(f) to perform the other duties assigned to it in this Agreement.

2. The Commission shall have the authority to employ such persons and to make such expenditures as may be necessary to carry out the duties set forth in this Agreement. It shall have the authority to avail itself of the services of such governmental agencies, officers and employees of either country as may be made available. The remuneration, general expenses and all other expenses of its members shall be regulated and paid by their respective Governments; and the other expenses of the Commission, except as provided for under Article III, paragraph (b) of this Agreement, shall be borne by the Governments in equal moieties.

48

Report of Joint Board of Engineers on St. Lawrence Waterway Project, November 16, 1926 (Ottawa, F. A. Acland, 1927).

3. The Governments agree to permit the entry into their respective countries, within areas immediately adjacent to the Niagara River and the International Section to be delimited by exchange of notes, of personnel employed by the Commission or employed in the construction of the works, and to exempt such personnel from the operation of the immigration laws and regulations within the areas so delimited. In the event that the Commission, pursuant to the provisions of paragraph 1 (b) of this Article, allocates to either of the Governments the construction of works, any part of which is within the territory of the other Government, the latter Government shall make provision for the according, within the area in which such a part is situated, of such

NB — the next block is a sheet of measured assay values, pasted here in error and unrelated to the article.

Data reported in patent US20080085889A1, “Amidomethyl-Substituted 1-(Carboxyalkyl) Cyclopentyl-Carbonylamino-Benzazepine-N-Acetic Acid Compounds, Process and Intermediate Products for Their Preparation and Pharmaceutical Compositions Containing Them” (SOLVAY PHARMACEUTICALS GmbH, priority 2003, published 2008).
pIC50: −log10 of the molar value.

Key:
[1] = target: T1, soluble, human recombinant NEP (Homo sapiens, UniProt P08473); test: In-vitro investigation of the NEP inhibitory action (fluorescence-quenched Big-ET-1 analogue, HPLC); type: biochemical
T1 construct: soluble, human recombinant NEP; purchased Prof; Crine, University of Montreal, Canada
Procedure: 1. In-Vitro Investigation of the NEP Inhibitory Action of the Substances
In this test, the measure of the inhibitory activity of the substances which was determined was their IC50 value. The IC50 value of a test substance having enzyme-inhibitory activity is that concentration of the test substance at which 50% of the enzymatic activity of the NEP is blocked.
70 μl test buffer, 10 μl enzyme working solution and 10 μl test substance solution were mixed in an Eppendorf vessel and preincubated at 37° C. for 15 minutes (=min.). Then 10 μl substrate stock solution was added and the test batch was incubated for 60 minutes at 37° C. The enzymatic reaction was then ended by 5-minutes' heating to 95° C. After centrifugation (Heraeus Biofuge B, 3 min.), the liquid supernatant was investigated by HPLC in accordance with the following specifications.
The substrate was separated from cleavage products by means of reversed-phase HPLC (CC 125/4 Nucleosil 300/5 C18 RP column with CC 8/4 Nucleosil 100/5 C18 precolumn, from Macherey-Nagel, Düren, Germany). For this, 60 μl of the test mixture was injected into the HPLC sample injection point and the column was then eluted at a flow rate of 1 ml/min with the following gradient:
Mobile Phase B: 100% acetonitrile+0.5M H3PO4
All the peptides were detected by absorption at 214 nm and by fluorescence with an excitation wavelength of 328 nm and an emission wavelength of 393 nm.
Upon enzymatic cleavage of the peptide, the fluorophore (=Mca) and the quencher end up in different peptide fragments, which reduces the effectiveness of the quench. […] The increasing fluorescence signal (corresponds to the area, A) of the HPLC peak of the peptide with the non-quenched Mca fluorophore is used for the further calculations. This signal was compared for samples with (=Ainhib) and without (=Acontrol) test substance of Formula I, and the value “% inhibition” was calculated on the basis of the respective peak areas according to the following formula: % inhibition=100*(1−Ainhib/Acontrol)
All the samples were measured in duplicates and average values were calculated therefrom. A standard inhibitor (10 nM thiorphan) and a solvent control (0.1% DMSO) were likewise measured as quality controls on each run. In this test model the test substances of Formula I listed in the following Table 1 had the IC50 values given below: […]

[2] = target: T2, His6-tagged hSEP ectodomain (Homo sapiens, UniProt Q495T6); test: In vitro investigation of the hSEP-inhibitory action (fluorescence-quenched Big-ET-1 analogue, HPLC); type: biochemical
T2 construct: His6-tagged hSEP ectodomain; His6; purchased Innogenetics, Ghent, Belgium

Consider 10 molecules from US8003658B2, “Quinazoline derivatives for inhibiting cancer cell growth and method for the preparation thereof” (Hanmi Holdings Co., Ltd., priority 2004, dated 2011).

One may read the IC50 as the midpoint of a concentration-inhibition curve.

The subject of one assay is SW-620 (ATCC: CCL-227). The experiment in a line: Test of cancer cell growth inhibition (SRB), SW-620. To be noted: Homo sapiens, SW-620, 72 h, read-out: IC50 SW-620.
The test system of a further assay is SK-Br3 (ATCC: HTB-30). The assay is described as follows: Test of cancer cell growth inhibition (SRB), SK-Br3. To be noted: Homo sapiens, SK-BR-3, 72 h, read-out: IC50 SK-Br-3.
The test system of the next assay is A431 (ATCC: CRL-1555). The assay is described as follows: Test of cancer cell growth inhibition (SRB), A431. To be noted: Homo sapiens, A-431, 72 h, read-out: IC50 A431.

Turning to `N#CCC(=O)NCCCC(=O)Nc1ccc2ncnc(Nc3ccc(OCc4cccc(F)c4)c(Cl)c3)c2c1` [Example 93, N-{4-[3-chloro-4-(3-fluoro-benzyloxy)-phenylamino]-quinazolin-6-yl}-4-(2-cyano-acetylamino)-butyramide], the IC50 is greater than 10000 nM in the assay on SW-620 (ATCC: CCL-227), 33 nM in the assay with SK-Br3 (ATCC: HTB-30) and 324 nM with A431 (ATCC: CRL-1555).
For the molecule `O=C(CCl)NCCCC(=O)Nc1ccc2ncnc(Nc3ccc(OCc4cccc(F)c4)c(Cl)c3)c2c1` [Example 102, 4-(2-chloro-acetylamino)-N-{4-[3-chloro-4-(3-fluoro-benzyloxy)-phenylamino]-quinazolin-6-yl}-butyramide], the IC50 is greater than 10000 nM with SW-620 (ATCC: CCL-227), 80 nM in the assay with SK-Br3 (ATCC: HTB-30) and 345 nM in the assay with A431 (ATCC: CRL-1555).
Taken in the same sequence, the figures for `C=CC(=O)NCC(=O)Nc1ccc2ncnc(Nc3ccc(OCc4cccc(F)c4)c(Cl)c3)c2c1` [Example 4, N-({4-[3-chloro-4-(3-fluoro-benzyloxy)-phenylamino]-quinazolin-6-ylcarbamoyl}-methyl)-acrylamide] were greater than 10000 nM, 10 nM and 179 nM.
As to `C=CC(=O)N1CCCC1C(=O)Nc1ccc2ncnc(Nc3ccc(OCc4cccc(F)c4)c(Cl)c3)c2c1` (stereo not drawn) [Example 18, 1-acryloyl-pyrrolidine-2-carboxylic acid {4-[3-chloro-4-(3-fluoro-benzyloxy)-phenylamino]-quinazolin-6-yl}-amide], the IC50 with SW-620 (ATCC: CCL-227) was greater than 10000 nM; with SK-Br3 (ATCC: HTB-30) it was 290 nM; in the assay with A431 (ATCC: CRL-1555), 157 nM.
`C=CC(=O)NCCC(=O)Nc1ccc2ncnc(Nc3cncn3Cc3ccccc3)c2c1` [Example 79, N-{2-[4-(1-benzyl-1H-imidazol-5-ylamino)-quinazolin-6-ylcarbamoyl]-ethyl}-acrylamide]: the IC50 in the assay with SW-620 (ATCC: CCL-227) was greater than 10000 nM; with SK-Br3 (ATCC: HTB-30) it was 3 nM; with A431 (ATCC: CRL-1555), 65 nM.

a exemption from customs, excise and other imposts, federal, state and provincial, as may be reasonably practicable for the effective and economical prosecution of the work. Regulations providing for such exemptions may be settled by the Governments by exchange of notes.

4. The Governments shall, by exchange of notes, prescribe rules and regulations for the conduct of the Commission. They may by the same means extend or abridge its powers and duties; and reduce or after reduction increase the number of members (provided that there must always be an equal number appointed by each Government and that the total number of members shall at no time exceed ten); and, upon completion of its duties, the Governments may terminate its existence.

ARTICLE II The Government of Canada agrees:

(a) in accordance with the plans and specifications prepared by the Commission and approved by the Governments, to construct the works in the International Rapids Section allocated to Canada by the Commission; and to operate and maintain or arrange for the operation and maintenance of the works situated in the territory of Canada;

(b) to complete, not later than December 31, 1948, the essential Canadian links in the deep waterway, including the necessary deepening of the new Welland Ship Canal and the construction of canals and other works to provide the necessary depth in the Canadian Section of the St. Lawrence River; provided that, if the continuance of war conditions or the requirements of defence justify a modification of the period within which such works shall be completed, the Governments may, by exchange of notes, arrange to defer or expedite their completion as circumstances may require.

ARTICLE III
The Government of the United States of America agrees:

(a) in accordance with the plans and specifications prepared by the Commission and approved by the Governments, to construct the